The real meat takes place in the polytunnel where this week we collected and identified seed, cleared and prepared the beds and yesterday we were taking nodal cuttings of hydrangea, Lemon Scented Verbena which smelt gorgeous and a number of other plants. This again is old ground to me but I was still able to pick up a number of tips which will come in very handy and it was a pleasure to be doing this with a group of like minded fellow students. We are running a number of comparison tests using different planting mediums. We planted some “Electric” Onion sets, which are a red autumn planting variety, a couple of rows of sets covered by seaweed were planted in the tunnel and a large pot, also with seaweed was planted outside. We are running a germination test using Wheatgrass seeds. 100 are planted everyday at the same time under the same conditions and we will be looking at the biodynamic calendar to see if there is any difference in their germination.

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I don’t know much about Biodynamics, which appears to be using an astrological calendar to indicate the best times to plant leaf, root, flowering plants etc. The premise being there are certain days where the influence of the planets has either a positive or negative effect on the growth cycle. It appears to be pretty alternative stuff but I am not going to knock it till I’ve tried it and getting the chance to scientifically test some of the theory seems to be an interesting project.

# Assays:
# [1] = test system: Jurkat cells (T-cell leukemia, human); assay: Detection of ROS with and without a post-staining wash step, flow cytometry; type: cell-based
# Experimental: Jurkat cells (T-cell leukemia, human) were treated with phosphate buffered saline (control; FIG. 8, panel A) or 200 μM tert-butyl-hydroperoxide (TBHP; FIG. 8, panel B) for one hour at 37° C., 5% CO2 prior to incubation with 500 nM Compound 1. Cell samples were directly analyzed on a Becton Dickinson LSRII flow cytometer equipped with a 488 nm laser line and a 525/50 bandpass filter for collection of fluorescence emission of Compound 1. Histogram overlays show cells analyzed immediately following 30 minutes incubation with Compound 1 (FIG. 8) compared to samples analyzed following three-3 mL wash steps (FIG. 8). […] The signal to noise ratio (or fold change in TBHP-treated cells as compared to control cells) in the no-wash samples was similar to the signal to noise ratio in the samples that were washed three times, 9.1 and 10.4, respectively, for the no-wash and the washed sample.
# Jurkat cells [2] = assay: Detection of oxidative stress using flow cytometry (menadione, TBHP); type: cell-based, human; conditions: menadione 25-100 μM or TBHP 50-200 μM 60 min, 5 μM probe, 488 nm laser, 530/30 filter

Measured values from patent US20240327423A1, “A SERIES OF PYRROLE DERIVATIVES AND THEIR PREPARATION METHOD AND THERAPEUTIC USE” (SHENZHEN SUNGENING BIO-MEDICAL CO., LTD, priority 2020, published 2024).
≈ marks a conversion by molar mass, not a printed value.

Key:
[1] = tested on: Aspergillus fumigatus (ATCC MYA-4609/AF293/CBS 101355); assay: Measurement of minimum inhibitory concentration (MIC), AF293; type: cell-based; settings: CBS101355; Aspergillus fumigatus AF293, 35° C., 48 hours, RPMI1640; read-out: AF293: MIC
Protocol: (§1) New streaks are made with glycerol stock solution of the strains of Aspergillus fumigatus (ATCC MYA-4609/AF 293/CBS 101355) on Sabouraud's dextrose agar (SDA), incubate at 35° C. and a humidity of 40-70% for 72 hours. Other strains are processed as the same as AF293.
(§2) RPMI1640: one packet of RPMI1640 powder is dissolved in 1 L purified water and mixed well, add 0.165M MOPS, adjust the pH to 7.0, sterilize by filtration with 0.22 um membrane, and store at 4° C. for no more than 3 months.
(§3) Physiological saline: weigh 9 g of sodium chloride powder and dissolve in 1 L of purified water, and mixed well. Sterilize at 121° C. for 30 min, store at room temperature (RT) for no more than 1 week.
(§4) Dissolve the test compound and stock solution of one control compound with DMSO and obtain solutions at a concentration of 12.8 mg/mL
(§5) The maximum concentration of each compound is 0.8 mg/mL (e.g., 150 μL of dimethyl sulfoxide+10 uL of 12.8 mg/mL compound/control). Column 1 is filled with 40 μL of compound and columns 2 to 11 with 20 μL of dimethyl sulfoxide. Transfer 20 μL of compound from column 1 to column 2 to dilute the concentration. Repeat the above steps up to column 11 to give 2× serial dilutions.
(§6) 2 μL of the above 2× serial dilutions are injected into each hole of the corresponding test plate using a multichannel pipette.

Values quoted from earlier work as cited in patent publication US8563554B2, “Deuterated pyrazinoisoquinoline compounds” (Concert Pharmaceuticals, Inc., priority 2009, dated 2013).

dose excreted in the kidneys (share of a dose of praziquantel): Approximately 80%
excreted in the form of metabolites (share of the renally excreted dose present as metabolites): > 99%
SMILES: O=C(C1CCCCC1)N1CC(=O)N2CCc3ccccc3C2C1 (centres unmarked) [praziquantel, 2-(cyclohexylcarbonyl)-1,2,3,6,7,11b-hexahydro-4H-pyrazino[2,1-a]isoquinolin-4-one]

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Each week we are looking at different families, trying to get accustomed to the various traits, we started with the Rosaceae family which obviously includes roses but also includes fruits like raspberry and strawberries, trees such as hawthorn and blackthorn, and shrubs potentilla and cotoneaster. We did some specific work on apple species and they grow a medlar which is in fruit, I have heard of medlar fruit way back when we did Chaucer at school but I have never grown or even tasted them and I hope to give it ago when they are bletted.